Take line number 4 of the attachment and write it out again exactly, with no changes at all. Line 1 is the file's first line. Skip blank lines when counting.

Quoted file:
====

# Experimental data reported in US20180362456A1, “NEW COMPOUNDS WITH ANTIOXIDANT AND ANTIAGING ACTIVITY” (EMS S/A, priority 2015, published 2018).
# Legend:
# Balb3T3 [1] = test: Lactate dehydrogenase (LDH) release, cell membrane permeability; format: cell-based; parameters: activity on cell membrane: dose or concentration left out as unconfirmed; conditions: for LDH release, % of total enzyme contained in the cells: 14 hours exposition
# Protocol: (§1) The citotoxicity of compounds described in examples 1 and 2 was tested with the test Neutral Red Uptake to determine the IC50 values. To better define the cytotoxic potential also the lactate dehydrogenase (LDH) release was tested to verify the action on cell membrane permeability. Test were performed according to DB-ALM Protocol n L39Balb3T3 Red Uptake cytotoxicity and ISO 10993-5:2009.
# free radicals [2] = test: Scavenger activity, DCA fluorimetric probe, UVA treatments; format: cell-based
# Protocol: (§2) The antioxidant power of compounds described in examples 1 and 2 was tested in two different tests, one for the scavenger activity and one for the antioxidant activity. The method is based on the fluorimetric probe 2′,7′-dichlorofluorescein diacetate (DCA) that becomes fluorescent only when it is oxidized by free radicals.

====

# Protocol: (§1) The citotoxicity of compounds described in examples 1 and 2 was tested with the test Neutral Red Uptake to determine the IC50 values. To better define the cytotoxic potential also the lactate dehydrogenase (LDH) release was tested to verify the action on cell membrane permeability. Test were performed according to DB-ALM Protocol n L39Balb3T3 Red Uptake cytotoxicity and ISO 10993-5:2009.